Friday, 15 May 2015


This week is PWSA UK Awareness Week. The Prader-Willi Syndrome Association UK want to spread the word about the rare chromosome disorder. They want more people to know about the syndrome, in an effort to allow children and adults with PWS to be understood and accepted, and to make more people across the country aware of what the condition means for PWS people and their families, friends, and carers.


People often talk about being 'overwhelmed' with emotion. For most, it’s just hyperbole. But if you know anyone with Prader-Willi Syndrome, you’ll be aware it’s not just an expression; it’s a reality.

Emotional meltdowns are a common PWS characteristic, and they are hard to watch, hard to explain, and hard to deal with. Imagine what they are like to feel.

Recently, the subject of emotions came up at a talk on Alzheimer’s I attended, where the speaker used a description vividly applicable not only to dementia but, it seemed to me, to PWS too.

What I learned was this: apparently the one part of the brain that remains unaffected by any form of dementia is the limbic cortex. It’s the most primitive part of our mind - sometimes referred to as our ‘lizard’ brain - and it's home to our base emotions. The speaker explained how sometimes Alzheimer’s can attack the parts of the brain that control our reasoning, our sense of what’s appropriate, our understanding of how to act towards others, whilst the lizard brain is still firing on all cylinders. And this is why elderly dementia patients can be overcome by their emotions - becoming angry, upset, terrified, and even violent.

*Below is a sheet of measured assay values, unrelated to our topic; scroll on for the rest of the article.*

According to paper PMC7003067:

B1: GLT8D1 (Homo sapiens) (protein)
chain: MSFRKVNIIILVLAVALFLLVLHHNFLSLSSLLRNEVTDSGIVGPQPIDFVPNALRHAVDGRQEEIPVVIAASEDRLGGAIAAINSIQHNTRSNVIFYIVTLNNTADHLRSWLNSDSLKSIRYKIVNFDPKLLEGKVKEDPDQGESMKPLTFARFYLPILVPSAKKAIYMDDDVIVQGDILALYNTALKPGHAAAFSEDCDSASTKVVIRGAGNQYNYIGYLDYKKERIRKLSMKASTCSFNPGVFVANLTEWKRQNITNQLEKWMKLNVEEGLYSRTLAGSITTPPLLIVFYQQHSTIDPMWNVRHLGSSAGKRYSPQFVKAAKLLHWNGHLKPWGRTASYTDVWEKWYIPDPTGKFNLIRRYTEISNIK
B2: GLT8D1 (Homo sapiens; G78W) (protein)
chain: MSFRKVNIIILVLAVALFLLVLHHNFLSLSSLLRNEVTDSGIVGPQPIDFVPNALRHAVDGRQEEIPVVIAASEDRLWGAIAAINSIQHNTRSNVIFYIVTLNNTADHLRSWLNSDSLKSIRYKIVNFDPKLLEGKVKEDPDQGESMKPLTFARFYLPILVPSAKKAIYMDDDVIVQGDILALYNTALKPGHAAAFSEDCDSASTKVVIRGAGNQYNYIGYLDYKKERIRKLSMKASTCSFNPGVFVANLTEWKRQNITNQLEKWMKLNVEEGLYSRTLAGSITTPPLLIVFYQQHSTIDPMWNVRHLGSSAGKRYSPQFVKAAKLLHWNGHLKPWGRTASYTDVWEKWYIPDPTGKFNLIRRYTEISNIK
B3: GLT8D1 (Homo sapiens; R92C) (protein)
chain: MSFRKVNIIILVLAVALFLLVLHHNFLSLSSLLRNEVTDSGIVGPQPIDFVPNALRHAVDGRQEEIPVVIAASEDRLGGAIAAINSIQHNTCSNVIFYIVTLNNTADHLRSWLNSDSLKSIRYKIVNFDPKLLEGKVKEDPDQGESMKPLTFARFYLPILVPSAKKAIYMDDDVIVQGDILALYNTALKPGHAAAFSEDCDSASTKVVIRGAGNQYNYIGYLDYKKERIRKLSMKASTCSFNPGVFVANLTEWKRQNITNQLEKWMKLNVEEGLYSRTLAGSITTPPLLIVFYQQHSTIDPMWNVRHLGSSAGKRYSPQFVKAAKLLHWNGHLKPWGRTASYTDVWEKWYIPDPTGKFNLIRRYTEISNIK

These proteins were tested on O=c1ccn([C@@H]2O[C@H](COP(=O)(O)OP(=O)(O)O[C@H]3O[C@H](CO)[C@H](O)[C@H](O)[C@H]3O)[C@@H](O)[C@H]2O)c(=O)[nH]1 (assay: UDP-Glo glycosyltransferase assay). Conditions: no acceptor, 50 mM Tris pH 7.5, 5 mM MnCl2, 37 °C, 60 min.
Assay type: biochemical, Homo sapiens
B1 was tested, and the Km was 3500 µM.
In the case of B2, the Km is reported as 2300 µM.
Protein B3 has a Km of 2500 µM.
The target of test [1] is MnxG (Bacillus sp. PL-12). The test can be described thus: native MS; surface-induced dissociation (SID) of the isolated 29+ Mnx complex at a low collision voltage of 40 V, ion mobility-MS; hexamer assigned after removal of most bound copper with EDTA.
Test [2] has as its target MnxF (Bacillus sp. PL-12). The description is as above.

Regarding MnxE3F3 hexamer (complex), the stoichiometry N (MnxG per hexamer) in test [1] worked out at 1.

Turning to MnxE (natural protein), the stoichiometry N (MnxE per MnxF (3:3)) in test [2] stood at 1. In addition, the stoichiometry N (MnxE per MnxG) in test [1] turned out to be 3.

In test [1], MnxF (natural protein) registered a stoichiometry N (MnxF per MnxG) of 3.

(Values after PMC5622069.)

The speaker used their hand to describe what happens. Imagine your palm is your lizard brain, and this is where all the big, overwhelming emotions are: love, anger, sadness, fear, joy. Now imagine your fingers and thumb are the parts of your brain that keep your emotions in check. Fold them down on your hand, slowly, to make a fist. This is you, keeping your emotions in check, as you often need to do in life. This is you taking the conscious decision not to punch that mouthy work colleague in the gob. This is you, ‘gathering’ yourself when making that Oscar speech, and not sobbing and snotting everywhere, mentioning no names, Gwyneth Paltrow. Now spring those fingers back up, and pretend you can’t fold them down. This is what it is like for many people with dementia: they’re palms open, primal feelings to the fore.

Sound familiar? PWS people are DEFINITELY palms pushed forward, fingers locked straight kind of guys. And those of us who look after them have to fold and clench like it’s going out of fashion because letting our own primal reaction loose is just about the worst thing we can do. When someone with PWS is desperately sad, it won’t help if you let your sadness flood out to; you’ll run out of Kleenex for a start. If someone with PWS is shouting and screaming with anger or frustration, responding by letting your inner Hulk out is only going to escalate things. And you’ll never be able to wear those purple shorts again. (Oh, actually, I forgot, there is one occasion when it’s OK to go primal, and that’s when our palms out people are overcome with love. It’s fine to let your lizard brain loose and reciprocate overhugging, and over-I love you-ing. This is the exception that proves the rule).

So hold up those hands, all you PWS parents and carers. And clench those fingers down, to practice keeping your emotions in check, because someone’s got to. 

High five me. Keep palm and carry on. It’s kind of like the Black Power salute. I might get a special glove. 

Song is Black Rebel Motorcycle Club - White Palms

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